Marine Luciano

Post Doctoral Researcher

Multi-scale curvature is a unique feature of epithelia. How the curvature of tissues or generation of curvature induces changes in the organization of cells is still not well understood. During morphogenesis, the dynamics of curvature generation may impact the organization of cells in non-intuitive ways, leading to fully grown tissues. While details of the organization of tissues in real growing embryos or regenerating tissues are difficult to assess, new in vitro substrates that can dynamically change shape can help understand these complex issues.

My post-doctoral project aims at inducing rapidly multi-scale curvature to a flat grown epithelium and assess the changes to cell organization. For this, I aim at combining the roll technique developed by Caterina Tomba in the lab, and the wavy substrate technology that I developed during my PhD (Luciano et al. Nat Phys 2021). With this, I hope to form rolls with inside wrinkles, similar to villi in intestines.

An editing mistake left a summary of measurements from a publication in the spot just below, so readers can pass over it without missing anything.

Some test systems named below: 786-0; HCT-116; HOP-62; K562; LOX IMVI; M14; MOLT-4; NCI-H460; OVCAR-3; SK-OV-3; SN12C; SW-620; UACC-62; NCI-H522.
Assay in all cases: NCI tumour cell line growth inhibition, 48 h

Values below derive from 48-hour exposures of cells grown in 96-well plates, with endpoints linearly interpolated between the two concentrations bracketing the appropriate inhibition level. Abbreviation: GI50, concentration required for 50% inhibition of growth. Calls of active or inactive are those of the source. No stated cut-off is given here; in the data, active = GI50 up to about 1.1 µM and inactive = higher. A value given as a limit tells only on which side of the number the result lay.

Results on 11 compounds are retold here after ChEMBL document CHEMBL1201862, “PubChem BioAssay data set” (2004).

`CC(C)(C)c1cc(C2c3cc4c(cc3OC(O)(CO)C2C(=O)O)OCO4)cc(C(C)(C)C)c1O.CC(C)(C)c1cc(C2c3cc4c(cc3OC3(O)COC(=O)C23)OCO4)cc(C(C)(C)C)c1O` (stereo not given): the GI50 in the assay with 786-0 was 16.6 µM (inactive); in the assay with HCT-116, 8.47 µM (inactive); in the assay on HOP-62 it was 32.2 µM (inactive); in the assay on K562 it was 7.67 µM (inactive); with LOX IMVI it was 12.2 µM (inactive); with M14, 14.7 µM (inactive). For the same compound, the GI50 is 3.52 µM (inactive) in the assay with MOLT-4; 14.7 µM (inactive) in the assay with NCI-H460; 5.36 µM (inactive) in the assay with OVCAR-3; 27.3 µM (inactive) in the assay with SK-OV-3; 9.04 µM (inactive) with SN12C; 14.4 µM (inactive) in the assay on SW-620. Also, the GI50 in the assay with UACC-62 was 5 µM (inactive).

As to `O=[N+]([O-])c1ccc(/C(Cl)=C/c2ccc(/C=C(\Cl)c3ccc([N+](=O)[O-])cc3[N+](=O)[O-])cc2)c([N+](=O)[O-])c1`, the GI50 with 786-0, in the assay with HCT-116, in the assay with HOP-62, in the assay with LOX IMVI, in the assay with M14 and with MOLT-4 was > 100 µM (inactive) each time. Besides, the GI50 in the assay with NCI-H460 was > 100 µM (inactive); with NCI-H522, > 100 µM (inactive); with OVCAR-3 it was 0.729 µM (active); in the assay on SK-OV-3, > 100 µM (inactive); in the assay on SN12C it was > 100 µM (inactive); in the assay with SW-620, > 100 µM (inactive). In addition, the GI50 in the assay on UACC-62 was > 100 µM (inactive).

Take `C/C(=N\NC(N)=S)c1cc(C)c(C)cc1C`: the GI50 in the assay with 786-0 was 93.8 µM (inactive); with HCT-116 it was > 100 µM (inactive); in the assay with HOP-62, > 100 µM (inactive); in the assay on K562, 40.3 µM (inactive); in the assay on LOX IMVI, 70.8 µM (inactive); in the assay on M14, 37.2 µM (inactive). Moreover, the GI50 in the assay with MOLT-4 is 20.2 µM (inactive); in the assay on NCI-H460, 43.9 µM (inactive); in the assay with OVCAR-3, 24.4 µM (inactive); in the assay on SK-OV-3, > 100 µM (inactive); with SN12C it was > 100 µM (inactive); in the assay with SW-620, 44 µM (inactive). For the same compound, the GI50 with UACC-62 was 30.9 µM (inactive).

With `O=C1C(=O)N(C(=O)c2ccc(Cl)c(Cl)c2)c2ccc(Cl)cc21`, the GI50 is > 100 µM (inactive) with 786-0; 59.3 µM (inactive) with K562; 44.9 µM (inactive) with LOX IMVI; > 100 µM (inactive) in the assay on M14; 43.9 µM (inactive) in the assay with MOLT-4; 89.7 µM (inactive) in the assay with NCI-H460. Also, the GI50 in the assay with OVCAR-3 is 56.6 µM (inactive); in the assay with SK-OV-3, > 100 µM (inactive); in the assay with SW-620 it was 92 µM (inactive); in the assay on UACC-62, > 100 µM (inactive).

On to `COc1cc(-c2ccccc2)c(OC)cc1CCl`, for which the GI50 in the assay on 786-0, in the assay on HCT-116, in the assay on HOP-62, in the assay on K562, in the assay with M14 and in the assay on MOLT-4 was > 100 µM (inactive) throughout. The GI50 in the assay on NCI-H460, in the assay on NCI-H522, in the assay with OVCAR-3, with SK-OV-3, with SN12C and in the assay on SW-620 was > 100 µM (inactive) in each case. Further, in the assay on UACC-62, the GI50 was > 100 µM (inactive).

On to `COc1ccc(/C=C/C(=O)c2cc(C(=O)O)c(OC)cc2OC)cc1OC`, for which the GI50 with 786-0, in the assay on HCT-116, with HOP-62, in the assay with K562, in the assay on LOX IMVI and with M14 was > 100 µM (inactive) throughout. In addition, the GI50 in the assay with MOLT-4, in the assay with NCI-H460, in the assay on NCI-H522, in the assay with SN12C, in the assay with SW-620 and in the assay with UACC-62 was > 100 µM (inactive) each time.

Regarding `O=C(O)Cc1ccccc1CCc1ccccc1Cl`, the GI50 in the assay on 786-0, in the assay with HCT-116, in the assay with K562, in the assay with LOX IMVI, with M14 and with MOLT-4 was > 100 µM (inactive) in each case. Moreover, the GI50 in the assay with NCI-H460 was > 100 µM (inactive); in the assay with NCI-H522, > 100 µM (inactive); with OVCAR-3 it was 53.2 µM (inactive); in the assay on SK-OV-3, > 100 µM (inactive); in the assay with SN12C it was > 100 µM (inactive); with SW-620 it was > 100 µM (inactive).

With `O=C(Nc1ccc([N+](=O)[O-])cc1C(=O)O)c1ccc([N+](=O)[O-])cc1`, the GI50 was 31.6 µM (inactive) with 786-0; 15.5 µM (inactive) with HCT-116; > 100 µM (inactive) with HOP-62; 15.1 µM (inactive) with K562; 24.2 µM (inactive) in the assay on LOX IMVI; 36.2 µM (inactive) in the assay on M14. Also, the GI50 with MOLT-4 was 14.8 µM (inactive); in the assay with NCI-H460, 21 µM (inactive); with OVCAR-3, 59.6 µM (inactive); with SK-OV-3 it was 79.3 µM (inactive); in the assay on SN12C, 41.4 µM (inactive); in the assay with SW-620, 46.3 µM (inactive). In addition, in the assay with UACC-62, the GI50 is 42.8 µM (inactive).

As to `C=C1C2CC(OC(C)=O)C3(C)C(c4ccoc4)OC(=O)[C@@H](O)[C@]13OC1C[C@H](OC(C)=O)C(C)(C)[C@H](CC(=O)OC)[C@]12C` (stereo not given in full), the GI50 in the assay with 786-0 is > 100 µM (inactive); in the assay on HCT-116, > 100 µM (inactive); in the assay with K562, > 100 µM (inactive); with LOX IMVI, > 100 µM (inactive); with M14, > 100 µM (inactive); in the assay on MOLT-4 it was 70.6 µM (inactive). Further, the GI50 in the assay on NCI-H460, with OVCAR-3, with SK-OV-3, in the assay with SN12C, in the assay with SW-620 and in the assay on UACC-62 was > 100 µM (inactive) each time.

Before that, I was a PhD student with Sylvain Gabriele in University of Mons, Belgium, where I showed that epithelia grown on sinusoidal substrates tend to flatten their surface in order to short smoothen short-range curvature of the substrate (Luciano et al. Nat Phys 2021).